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Home Again: Liz Magor

Published in the catalogue for “Stores”, a solo exhibition of the work of Liz Magor at the Contemporary Art Gallery, Vancouver, 2000

You’ve been running ragged circles in the forest, following some archaic directive telling you to retreat to nature. After the city went down, people were turning into packs of primates. No water, no electricity, no phone. The worst of it was, people were marking territory with their shit, taking over as many apartments as they could, until each one was emptied of comestibles. This looting was made easier by so many people abandoning their homes when it hit. Leaving the house without so much as a can opener. Running in search of some agency that might help. Keyless, shoeless, thinking in a childish way that nothing would be more effective than to show up at the door of a fire station to announce their dire straits. Only then not to find it, or not know where it was, or to find it empty, or gone. Gone, gone, gone.

You sight a seemingly constructed, variegated mound of rocks in the forest setting. There could be very good reasons to stay away from a pile of rocks. It might indicate someone’s unwillingness to dig down six feet to bury a body; a repository of contaminated flesh and unknown rituals. A marker in an otherwise remote unpeopled wilderness. Stumble across it and you realize you are not alone, have not been alone for several hours. Or days. Or for as long as it has been since you began wandering around in circles, lost. But it could be a cache, hiding something you need, especially now. Perhaps this is an opportunity. How long will it take to move those rocks? You could move them aside and then move them back. But the rearrangement would give your presence away. You weigh the risk.


Animals presage earthquakes by several days. Cattle grow restless, birds fall silent, pets go missing. They sense the infant seismic stirrings that will mature into catastrophe. Collapse. Something is always slipping while our lives sit balanced on the edge. Put together a world that holds, the way it used to be. A cup is missing its saucer. Put this one with this. If that works, try a bolder move: this couch with these drapes, this body with that time. Now change your father, become your ancestor, find the family you lost, the purpose you missed.  (1)

With a cursory glance at Liz Magor’s Stores, one might assume the gallery was a work site, an excavation: a piece of drywall leaning up against a wall, someone’s rucksack hung from a nail to protect lunch from ground intruders. The largest element, a pile of rocks, flags the ruse. A closer look reveals fluorescent orange cheesies creeping out from underneath; larvae-like, they seem to be multiplying under what can now clearly be seen to be a hollow shell. A pile within a pile. Further inspection shows the traces of the rocks’ manufacture: casting burs in the cracks between rocks – excess fluid that has escaped the imprint of the pigmented mold. An attempt to pick up an individual rock is frustrated; they are linked in constellations which form the total effect. Tapping the surface produces a muffled, hollow sound. It is a fake.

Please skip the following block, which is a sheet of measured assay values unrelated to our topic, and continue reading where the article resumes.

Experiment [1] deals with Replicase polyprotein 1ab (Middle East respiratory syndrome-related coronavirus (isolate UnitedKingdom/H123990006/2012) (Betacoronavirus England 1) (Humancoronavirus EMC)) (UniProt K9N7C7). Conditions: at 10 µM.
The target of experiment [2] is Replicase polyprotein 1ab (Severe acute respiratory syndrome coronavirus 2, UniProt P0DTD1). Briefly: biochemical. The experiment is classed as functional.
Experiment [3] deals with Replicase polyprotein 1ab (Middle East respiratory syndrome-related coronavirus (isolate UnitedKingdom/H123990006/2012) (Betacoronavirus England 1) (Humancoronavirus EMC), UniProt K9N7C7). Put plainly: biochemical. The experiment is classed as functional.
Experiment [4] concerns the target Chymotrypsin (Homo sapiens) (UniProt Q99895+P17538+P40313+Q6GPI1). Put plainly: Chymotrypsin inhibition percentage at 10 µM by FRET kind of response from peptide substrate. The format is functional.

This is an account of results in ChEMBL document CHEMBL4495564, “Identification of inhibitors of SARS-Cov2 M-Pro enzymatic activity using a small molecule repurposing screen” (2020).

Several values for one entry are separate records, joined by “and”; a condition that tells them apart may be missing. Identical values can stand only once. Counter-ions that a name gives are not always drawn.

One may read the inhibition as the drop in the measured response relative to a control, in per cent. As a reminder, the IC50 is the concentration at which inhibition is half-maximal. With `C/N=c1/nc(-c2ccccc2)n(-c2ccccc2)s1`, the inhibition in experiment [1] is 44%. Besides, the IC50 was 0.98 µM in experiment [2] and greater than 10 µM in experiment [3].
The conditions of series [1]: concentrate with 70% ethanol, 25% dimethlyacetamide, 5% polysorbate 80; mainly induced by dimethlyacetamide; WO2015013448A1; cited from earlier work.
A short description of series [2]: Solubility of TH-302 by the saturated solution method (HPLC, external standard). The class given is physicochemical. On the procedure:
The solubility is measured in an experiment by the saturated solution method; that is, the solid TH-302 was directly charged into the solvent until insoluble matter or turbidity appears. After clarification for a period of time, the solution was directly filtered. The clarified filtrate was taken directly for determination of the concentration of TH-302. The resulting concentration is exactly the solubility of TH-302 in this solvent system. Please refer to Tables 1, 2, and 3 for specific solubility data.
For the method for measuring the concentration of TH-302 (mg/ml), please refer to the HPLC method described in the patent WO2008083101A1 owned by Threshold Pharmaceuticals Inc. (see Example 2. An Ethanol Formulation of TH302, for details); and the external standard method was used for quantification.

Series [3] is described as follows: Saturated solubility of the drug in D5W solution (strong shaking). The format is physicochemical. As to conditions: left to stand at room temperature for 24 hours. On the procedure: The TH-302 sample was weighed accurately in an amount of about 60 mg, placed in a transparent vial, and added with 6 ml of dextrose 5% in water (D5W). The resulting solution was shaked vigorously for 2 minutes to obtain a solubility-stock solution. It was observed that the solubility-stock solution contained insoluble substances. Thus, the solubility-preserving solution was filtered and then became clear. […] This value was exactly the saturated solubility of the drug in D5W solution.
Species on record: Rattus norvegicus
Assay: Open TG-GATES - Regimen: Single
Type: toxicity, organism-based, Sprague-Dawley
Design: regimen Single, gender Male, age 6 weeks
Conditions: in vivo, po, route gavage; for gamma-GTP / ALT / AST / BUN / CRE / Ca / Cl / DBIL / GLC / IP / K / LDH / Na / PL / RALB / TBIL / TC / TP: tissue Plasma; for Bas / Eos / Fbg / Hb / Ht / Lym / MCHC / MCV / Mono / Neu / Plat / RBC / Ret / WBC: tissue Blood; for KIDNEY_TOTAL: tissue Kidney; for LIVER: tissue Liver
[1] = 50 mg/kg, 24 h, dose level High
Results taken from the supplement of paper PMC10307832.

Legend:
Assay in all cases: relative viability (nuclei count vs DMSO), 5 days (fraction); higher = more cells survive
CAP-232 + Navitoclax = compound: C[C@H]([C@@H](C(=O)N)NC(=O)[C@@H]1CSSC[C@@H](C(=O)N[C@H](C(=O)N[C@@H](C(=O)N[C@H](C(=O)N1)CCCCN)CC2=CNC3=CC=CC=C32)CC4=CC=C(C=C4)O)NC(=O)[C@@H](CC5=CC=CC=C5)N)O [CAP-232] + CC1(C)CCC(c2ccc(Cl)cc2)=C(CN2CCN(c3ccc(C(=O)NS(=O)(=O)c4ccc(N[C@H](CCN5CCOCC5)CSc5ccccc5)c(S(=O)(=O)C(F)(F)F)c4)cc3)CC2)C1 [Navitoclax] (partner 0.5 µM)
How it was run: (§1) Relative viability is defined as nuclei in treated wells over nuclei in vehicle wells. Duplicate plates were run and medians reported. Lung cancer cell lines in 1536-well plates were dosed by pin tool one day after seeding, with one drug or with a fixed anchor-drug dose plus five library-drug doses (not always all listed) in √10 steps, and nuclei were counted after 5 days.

On one wall hangs a weathered rucksack, looking as if it might have been recently unearthed, and is perhaps slimy to the touch. It takes a beat to recognize the small margin of visual difference that allows you to realize it is made of rubber, a cast imitation. Relieved of its realness, it becomes more animate, as if it might start to breathe like an artificial lung. A hint of vaguely familiar looking orange powder has leaked out from a deteriorated seam; pieces of macaroni lie on the floor like dead maggots. Through a tear, one can see the unmistakable packaging of Kraft dinner. Three or four boxes, you decide; enough emergency sustenance for six to eight people at one sitting.


TAIPEI: A cat, dehydrated and barely breathing, was found trapped in a house 78 days after Taiwan’s earthquake. The animal apparently kept itself alive by eating another cat, veterinarian Chen Taochieh said yesterday. The head, tail, bones and bits of fur from the second feline were found next to the survivor. (2)

Building materials lean against another wall: a fragment of pockmarked drywall, and a piece of plywood. They are waste, about to be pitched in the dumpster, a by-product of some inefficient domestic renovation. You might walk by them, but something in the way they are placed, makes them appear almost arranged. The crisp, delicate edges of the objects reveal that they too have been cast from a mold, and  this conclusion is further substantiated by their flat, uninflected reverse sides. Stashed behind them are several bags of carrots and potatoes, sweating veritable condensation. Grocery sized, this an amateur cache, a stopgap measure with a short-term view. But cast as  multiples, maybe there are thousands of these lean-to’s, strategically placed for migratory fugitives?

As children we made snow forts. Perfect, no clutter. Ingenious secret doorways, intricate  intersecting frozen tunnels burrowing through the large mound of snow which had been pushed to the side of the road by the snow plow. Anybody driving by would never know we were in there. Hunkering down, we’d have our first secluded domestic conversations with our playmates. Removed from the domain of parental control, our murmurs mimicked the sounds we could hear through the bedroom door as our parents privately discussed the days events.

A white raincoat and a white woven purse hang on a white hook on yet another wall. There is some suggestion of fashion here, someone’s attempt to match these pearlescent surfaces, conveying a tawdry daytime glamour of making do in a rainy climate. The cast bag is a ghost of the kind women carried in the 80s. Its most valuable element, a women’s rectangular pocket-book, bulges tumescently from within. There is nothing else in the bag, but further exploration would be frustrated by the bag’s sealed lips. It is as deliberate as a rubber decoy.